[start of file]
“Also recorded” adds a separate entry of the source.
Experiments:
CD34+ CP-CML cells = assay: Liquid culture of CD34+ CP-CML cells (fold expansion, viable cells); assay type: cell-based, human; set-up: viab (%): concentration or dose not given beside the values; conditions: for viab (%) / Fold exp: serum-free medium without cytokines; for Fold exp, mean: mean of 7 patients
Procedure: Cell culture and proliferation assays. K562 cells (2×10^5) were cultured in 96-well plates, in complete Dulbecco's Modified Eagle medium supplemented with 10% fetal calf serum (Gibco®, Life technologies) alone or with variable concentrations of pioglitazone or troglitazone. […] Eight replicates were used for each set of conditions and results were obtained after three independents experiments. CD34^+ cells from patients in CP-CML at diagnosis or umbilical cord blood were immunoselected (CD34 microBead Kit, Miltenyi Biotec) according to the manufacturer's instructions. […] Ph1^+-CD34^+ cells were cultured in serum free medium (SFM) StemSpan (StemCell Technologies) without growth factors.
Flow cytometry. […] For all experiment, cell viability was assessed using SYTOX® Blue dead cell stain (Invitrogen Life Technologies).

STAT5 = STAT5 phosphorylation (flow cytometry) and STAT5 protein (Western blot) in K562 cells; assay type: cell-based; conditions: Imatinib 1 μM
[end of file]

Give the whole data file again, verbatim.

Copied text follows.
“Also recorded” adds a separate entry of the source.
Experiments:
CD34+ CP-CML cells = assay: Liquid culture of CD34+ CP-CML cells (fold expansion, viable cells); assay type: cell-based, human; set-up: viab (%): concentration or dose not given beside the values; conditions: for viab (%) / Fold exp: serum-free medium without cytokines; for Fold exp, mean: mean of 7 patients
Procedure: Cell culture and proliferation assays. K562 cells (2×10^5) were cultured in 96-well plates, in complete Dulbecco's Modified Eagle medium supplemented with 10% fetal calf serum (Gibco®, Life technologies) alone or with variable concentrations of pioglitazone or troglitazone. […] Eight replicates were used for each set of conditions and results were obtained after three independents experiments. CD34^+ cells from patients in CP-CML at diagnosis or umbilical cord blood were immunoselected (CD34 microBead Kit, Miltenyi Biotec) according to the manufacturer's instructions. […] Ph1^+-CD34^+ cells were cultured in serum free medium (SFM) StemSpan (StemCell Technologies) without growth factors.
Flow cytometry. […] For all experiment, cell viability was assessed using SYTOX® Blue dead cell stain (Invitrogen Life Technologies).

STAT5 = STAT5 phosphorylation (flow cytometry) and STAT5 protein (Western blot) in K562 cells; assay type: cell-based; conditions: Imatinib 1 μM